But just as he’s done outside the cage throughout his UFC adventure, Baeza navigated the challenges inside the Octagon as well, shaking out the cobwebs and going on the offensive over the final two minutes of the first round, sitting Brown down with a big right hand and finishing the frame with momentum in his favor.
Eighteen seconds in Round Two, the sophomore closed things out with a flourish, uncorking a left hook that put Brown on the deck and prompted referee Jason Herzog to immediately jump in and wave off the fight.
It was the kind of finish Baeza hoped would bring him increased recognition, which hasn’t exactly been the case.
“Now I’m ‘The Guy Who Beat Matt Brown,’” he said with a laugh, acknowledging that he’s getting recognized more, just not by name quite yet. “It’s not Miguel Baeza just yet; it’s ‘Hey — you beat Matt Brown, right?’
“I thought the ‘Caramel Thunder’ thing would stick too; that’s kind of one of the reasons I went for it, you know?” he added, still chuckling at his new standing as a “unknown known guy” within the MMA community. “I definitely have a little more notoriety, people see me more now — again, not as Miguel Baeza, but when you beat somebody, they recognize you a little more, so that’s a step in the right direction.”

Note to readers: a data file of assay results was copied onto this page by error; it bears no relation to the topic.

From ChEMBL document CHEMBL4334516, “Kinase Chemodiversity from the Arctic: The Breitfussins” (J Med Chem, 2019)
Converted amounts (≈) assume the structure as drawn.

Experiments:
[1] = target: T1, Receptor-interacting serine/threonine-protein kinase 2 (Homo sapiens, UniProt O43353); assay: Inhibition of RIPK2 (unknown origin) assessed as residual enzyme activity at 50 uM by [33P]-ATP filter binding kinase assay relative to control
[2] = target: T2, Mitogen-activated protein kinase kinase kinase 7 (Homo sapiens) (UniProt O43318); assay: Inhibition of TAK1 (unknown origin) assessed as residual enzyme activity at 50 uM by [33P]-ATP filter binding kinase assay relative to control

While casual-to-moderate fight fans may not know him by name just yet, ardent observers recognize that Baeza is one of the top emerging talents in the welterweight division.
Beating Reyna to secure his UFC contract was a solid victory against an LFA staple, while his second-round finish of Hector Aldana in his promotional debut was the kind of early statement effort that helps promising upstarts get noticed.
Weathering the storm and rallying to beat Brown made it clear he was someone to watch, and this weekend, Baeza has a chance to close out 2020 and kick off his sophomore campaign in the Octagon by taking another considerable step forward in the 170-pound weight class.
Saturday night, Baeza steps in against Takashi Sato in a battle of welterweights coming off impressive stoppage victories that also doubles as a battle for South Florida bragging rights, as the Japanese fighter reps Sanford MMA.
“It depends on whom you ask,” Baeza said when asked if there is heat between the two gyms that are less than an hour apart from one another. “I’m a South Florida native and I’ve been here my whole life — I fought on the amateur and regional circuit down here, so I know a lot of the guys over there. I know them, they know me, so the guys that I’m cool with, they’re staying out of it.
“I would say it’s friendly bragging rights,” he added. “But obviously the coaches feel differently about it.”
While there may be no bad blood between the combatants, it’s a quality matchup with clear divisional significance, as Sato enters Saturday’s contest off a 48-second stoppage win over Jason Witt and sporting a 16-3 record overall.
Brown may have been a much bigger name, but the former Pancrase standout is Baeza’s toughest test to date.
“I like the matchup; I think it’s going to be a good one,” he said. “I think we’re both exciting fighters and there is a reason why they put us on the main card.”
And who knows, maybe if he gets a third straight stoppage victory, a few more people will recognize him as Miguel Baeza.